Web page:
There are commercial companies that will do this for you as well.

We have so little mail it hardly matters, we get a few motorhome club magazines and such but I think the only things we really need are the registration stickers for the vehicles every year. Everything else is done electronically. I believe the rego stickers will be phased out soon to, in which case we won't really need the mail at all.

--- is there anything to hunt and eat out there?
Yes, we met people who fish and hunt, I didn't take that much notice but I don't think they buy meat very often if at all. When we camped with them they had too much fish and offloaded a whole lot to us. They also had roo stakes and I think even camel in the freezer

---Thanks for the comments section.
No problems, these are just the sort of questions I thought people might like to ask if an informal method was provided.

Rob
   
Date  ::   01 Dec 2011
Name  ::   Tony Ridler
Comment  ::   I am so glad that there is at least one other person who thinks Facebook is a waste of space. The use of "like" and "friend" gets right up my nose, like you I have minimal use for it and usually respond via email rather than the wall. Keep on trucking it keeps me feeling jealous.
   
Date  ::   01 Dec 2011
Name  ::   GRAYnomad
Comment  ::   Yep, 1 billion people CAN be wrong :)
   
Date  ::   03 Dec 2011
Name  ::   Rodger Morris
Comment  ::   I came by your website for a look; first time in months. It's great to see you both doing well!!

I am still a civilian desk jockey for the United States Navy, but I have been doing a bit off off-road traveling aboard Schooner Bill of Rights. This included a two week trip this summer as a crewman to sail Wounded Warriors and participate in two tall ship festivals.

I'll be going out as a crewman for a week towards the end of December to cruise around Santa Cruz Island, which is part of "The Galapagos Islands of North America". We will be taking about two dozen high school age youth from the Naval Sea Cadet Corps on the trip.

Schooner Bill of Rights is operated by the American Tall Ship Institute (ATSI), a private, not for profit charity that sails children and Wounded Warriors. For a photo of her sailing and some information about ATSI. see:

http://www.americanscoutship.com/index.php/what-to-expect
http://www.americantallship.org

You are partly responsible for my becoming a seafaring bloke, as counterintuitive as that might seem, given the fact that you built and operate a custom WORT and this website about your travels. But reading your website (amongst others) stirred in me a desire to get out and travel around a bit, instead of infesting an office cubicle until I died.

That said, I am surprised at the form in which my wanderlust manifested itself. Now, if I can only inveigle our skipper into doing a triangle voyage from southern California to Baja California to Hawaii, and then back to southern California...

Thanks for the good times over the years!!!

Best,
Rodger
   
Date  ::   01 Jan 2012
Name  ::   GRAYnomad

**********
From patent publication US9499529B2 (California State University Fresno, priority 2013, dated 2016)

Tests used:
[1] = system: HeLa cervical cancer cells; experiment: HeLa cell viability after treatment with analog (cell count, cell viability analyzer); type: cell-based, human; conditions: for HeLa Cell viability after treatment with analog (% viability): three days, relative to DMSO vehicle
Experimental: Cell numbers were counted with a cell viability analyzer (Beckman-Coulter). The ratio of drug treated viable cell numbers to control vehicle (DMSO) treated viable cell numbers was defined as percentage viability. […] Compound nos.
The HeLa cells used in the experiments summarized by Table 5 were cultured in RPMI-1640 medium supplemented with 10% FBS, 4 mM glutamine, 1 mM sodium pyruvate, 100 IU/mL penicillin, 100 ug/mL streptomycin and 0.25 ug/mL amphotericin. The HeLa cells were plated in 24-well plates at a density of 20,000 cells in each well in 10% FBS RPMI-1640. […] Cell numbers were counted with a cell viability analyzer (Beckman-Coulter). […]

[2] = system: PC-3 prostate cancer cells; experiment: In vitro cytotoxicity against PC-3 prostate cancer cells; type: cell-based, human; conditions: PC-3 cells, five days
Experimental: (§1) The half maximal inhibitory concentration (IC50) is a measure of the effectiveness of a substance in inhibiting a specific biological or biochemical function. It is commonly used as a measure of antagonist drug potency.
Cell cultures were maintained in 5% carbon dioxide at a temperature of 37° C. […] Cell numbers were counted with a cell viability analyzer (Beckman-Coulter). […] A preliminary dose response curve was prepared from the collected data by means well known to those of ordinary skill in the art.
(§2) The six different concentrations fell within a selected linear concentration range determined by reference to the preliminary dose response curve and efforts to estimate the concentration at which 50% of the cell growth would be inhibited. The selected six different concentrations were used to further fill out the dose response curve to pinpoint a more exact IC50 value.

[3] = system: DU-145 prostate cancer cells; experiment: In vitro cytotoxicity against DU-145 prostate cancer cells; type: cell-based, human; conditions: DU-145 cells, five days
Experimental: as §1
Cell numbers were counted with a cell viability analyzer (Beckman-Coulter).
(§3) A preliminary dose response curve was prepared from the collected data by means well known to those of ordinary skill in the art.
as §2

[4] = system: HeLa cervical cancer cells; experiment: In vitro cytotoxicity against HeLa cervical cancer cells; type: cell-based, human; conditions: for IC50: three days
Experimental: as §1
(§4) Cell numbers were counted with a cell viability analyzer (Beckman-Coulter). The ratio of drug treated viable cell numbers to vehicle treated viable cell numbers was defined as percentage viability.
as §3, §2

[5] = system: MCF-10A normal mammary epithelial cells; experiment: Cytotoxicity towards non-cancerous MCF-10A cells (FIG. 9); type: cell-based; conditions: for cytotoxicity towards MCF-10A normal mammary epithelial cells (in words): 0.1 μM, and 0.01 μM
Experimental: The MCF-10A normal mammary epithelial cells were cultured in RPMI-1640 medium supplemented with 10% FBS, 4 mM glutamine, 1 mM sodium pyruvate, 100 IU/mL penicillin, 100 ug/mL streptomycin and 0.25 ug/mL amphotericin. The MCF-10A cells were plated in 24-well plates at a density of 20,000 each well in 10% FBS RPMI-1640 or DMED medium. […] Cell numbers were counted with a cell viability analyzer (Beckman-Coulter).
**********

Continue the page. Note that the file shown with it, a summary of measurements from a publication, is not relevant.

Comment  ::   Sorry Rodger, I should have responded ages ago.

I love those tall ships (who doesn't I suppose?), I like the idea of doing the same but a bloke can only do so many things I guess.

You know that motorhomes were originally called "land yatchs" probably because much of the construction techniques are similar.

I'm happy to see I'm partly responsible for something :), there is a lot to do out there and while we all have to work at some point the trick is to arrive at a balance. I doubt there has been anyone in history who has wished they worked more at the end, except maybe those with a mission in life to save the poor or something. Most of us work away at stuff that would not be missed by anyone.

Good luck with convincing yout skipper to detour to Hawaii, maybe you can sabotage the compass.

Rob
   
Date  ::   06 Dec 2011
Name  ::   Tony G
Location  ::   Liverpool NSW Australia.
Comment  ::   Hell Rob, I hope all is well for you. I see your somewhere across the Nullabour. I understand internet access might be difficult but it's been some months since we heard from you. Eager to hear what you have been up to, and where to next.
   
Date  ::   11 Dec 2011
Name  ::   GRAYnomad
Comment  ::   Sorry, phone has been a bit dodgy across the Nullarbor but I've also been slack. I'll post some stuff when we stop somewhere for a few days (soon).

Rob
   
Date  ::   14 Dec 2011
Name  ::   Jesper Hansen
Location  ::   Denmark, Scandinavia
Comment  ::   Hello Rob! I am finishing the drivers license for big vehicles just before Christmas. The wife finally saw the light (or gave up protesting...), after me reading to her from your website 2-3 hours every evening in two weeks! We have bought a 12 meter long '92 Setra touristbus and are starting to rebuilt it for camping soon. Our apartment is handed over in June '12, and we will be fulltiming from then on. I'm 43, the kids are 23 and 21 and selfsufficient. So we're going, and the wife is almost even more thrilled than I am, after she realized what it was all about. Cheers Jesper